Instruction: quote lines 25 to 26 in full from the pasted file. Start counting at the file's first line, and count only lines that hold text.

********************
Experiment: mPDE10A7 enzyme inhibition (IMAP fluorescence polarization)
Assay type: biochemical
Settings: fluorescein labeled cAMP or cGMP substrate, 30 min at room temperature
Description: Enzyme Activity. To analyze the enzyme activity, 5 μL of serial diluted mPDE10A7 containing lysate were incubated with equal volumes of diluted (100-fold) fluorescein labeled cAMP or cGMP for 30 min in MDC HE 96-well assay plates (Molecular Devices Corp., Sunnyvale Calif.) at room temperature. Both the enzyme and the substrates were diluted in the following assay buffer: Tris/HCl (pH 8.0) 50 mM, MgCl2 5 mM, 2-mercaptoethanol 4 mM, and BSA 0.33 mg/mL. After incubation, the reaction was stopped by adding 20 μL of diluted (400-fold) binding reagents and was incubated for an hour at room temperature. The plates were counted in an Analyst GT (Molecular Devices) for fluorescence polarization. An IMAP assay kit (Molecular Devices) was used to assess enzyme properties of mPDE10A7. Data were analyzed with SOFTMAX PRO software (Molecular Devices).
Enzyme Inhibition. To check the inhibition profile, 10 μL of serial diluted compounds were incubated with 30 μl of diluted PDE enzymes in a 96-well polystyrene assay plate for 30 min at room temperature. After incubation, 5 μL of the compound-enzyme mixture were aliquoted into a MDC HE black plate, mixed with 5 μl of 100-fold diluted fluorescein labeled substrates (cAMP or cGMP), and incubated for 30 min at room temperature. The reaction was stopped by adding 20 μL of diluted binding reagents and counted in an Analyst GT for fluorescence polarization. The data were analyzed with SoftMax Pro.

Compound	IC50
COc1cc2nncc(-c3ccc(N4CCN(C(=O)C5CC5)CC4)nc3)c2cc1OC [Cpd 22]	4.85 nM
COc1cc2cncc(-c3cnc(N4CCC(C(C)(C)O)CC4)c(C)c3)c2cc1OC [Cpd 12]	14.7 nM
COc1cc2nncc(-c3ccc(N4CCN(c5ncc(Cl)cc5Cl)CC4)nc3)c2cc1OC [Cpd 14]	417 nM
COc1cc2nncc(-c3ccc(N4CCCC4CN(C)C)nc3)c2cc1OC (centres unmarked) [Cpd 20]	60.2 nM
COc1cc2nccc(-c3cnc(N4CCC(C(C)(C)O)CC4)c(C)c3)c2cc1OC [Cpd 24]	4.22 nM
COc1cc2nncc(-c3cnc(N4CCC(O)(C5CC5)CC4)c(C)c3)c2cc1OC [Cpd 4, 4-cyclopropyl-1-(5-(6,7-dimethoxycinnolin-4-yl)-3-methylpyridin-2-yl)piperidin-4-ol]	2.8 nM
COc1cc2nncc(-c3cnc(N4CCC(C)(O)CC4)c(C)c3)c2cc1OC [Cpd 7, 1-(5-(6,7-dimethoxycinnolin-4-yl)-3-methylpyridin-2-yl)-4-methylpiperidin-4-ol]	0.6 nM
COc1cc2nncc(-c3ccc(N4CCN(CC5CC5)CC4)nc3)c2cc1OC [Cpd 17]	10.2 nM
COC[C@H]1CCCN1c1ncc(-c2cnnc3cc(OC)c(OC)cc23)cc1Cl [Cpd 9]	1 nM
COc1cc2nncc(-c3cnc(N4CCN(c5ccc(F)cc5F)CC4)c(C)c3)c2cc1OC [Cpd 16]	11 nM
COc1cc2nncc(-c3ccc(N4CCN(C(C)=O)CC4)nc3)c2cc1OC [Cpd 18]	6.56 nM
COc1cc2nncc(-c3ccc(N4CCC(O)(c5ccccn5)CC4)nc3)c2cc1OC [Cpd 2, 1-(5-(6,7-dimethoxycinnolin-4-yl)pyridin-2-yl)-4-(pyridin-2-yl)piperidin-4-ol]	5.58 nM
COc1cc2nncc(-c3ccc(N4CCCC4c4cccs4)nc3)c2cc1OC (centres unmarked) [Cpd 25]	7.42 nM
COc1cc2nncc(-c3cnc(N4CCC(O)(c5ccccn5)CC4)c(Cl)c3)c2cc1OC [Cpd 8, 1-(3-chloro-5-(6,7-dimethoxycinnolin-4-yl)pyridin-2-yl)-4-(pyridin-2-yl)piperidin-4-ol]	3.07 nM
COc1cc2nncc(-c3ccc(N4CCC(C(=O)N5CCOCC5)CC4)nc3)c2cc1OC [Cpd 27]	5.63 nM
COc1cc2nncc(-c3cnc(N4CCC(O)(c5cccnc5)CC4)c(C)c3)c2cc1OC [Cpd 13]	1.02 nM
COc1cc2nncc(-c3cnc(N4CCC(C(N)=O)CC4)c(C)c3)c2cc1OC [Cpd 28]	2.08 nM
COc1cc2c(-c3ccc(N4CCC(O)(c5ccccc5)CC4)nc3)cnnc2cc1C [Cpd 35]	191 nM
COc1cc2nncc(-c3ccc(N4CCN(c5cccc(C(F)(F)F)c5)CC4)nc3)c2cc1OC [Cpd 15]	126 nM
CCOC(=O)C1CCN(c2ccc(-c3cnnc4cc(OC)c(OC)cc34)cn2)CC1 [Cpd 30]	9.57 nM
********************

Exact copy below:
COc1cc2nncc(-c3ccc(N4CCN(c5cccc(C(F)(F)F)c5)CC4)nc3)c2cc1OC [Cpd 15]	126 nM
CCOC(=O)C1CCN(c2ccc(-c3cnnc4cc(OC)c(OC)cc34)cn2)CC1 [Cpd 30]	9.57 nM